Exercise and Physical Activity
- Exercise can improve short-term memory, hyperactivity, impulsivity and attention in adults who have ADHD.
- A short-term burst of exercise can help with concentration and speed up how long it takes for someone who has ADHD to complete a task.
- Aerobic exercise (brisk walking, swimming, running or cycling) is particularly helpful and can also reduce worrying thoughts you might be having as it can help to alleviate the brain’s stress hormones.
- If you are having difficulties concentrating, you might like to try going for a short walk or a run. Research has shown a short burst of exercise can help the ADHD brain’s ability to focus. You might also like to build exercise into a point in your day that you start losing concentration. This might mean organising an earlier or later break at work or trying to schedule classes to allow for some quick exercise.
- As well as working exercise into your day, consider taking a break from work to do a walk around the block if possible, to get some fresh air and improve your concentration and impulsivity.
- Like other tasks and activities, adults with ADHD can hyperfocus on exercise. Make sure to recognise when your body is tired and needs a rest, and to eat well and hydrate plenty.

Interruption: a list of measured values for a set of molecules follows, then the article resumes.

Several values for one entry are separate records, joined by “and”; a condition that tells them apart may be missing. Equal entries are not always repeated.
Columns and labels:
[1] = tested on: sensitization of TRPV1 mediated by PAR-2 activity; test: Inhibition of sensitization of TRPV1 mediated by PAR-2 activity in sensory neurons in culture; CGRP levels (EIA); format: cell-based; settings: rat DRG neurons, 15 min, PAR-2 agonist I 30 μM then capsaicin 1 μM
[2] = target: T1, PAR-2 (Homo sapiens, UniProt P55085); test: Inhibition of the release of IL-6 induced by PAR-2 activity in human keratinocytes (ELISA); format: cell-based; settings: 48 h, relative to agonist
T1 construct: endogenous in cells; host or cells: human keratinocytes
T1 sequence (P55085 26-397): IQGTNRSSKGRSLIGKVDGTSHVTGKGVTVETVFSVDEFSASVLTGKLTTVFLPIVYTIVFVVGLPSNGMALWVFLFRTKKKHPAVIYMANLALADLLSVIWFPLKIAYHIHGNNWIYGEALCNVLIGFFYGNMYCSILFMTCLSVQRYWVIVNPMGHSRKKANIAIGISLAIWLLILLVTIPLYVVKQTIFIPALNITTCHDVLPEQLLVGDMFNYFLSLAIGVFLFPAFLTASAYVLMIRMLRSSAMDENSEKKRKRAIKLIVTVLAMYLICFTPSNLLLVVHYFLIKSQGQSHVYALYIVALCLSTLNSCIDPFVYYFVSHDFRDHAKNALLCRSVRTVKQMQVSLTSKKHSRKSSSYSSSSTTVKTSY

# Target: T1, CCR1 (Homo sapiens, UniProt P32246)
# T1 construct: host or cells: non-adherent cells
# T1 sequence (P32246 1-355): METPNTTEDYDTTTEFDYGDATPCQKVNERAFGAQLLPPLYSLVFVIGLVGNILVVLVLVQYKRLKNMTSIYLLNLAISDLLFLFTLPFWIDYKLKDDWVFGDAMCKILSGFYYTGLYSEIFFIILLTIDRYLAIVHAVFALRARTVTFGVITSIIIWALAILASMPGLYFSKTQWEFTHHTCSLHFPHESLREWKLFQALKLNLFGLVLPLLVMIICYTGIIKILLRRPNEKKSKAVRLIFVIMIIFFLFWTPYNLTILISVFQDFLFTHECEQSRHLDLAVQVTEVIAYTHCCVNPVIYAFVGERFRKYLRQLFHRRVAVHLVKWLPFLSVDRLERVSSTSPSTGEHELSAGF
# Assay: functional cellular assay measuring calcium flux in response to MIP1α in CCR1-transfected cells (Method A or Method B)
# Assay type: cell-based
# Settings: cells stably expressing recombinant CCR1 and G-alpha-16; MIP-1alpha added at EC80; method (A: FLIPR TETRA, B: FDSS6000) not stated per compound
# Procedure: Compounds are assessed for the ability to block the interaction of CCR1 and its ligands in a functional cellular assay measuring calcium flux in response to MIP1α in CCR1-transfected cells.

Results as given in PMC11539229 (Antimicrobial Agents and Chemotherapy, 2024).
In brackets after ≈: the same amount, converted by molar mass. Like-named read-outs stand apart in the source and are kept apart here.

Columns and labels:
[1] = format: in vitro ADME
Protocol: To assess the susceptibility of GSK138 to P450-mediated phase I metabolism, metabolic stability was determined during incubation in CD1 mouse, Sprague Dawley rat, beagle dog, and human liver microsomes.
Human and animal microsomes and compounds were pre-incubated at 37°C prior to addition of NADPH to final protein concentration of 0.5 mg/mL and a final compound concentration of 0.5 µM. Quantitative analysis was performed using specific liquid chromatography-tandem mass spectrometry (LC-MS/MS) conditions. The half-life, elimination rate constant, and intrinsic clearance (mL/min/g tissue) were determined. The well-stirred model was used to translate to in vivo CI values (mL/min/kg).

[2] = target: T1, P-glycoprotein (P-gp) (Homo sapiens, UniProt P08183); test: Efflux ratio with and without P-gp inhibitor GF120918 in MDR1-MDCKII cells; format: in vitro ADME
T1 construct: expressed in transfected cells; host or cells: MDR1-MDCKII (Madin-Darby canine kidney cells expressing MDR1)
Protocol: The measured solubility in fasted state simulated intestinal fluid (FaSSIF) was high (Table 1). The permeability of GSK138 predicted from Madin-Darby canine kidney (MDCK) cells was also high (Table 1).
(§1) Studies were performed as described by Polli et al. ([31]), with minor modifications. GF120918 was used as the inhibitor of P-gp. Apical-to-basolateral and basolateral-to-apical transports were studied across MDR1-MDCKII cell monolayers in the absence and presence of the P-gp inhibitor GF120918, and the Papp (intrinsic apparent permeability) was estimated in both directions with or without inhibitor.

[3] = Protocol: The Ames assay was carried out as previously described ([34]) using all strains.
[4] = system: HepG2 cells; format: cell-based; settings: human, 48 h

- Do exercise that you find rewarding and enjoyable. This could be walking, running, dancing, yoga, swimming, etc. Find something that makes you happy. This way, you can be connecting to different aspects of self-care – a quick way of checking in is to think about your FREES (Food, Rest, Exercise, Enjoyment, Socialisation).
- You can find information about exercise from the HSE by clicking this link.
Abramovitch, A., Goldzweig, G., & Schweiger, A. (2013). Correlates of physical activity with intrusive thoughts, worry and impulsivity in adults with attention deficit/hyperactivity disorder: A cross-sectional pilot study. Israel Journal of Psychiatry and Related Sciences, 50(1), 47–54.
Gapin, J. I., Labban, J. D., Bohall, S. C., Wooten, J. S., & Chang, Y.-K. (2015). Acute exercise is associated with specific executive functions in college students with ADHD: A preliminary study. Journal of Sport and Health Science, 4(1), 89–96. https://doi.org/10.1016/j.jshs.2014.11.003
Mehren, A., Özyurt, J., Lam, A. P., Brandes, M., Müller, H. H. O., Thiel, C. M., & Philipsen, A. (2019). Acute Effects of Aerobic Exercise on Executive Function and Attention in Adult Patients With ADHD. Frontiers in Psychiatry, 10. https://doi.org/10.3389/fpsyt.2019.00132
Vysniauske, R., Verburgh, L., Oosterlaan, J., & Molendijk, M. L. (2020). The Effects of Physical Exercise on Functional Outcomes in the Treatment of ADHD: A Meta-Analysis. Journal of Attention Disorders, 24(5), 644–654. https://doi.org/10.1177/1087054715627489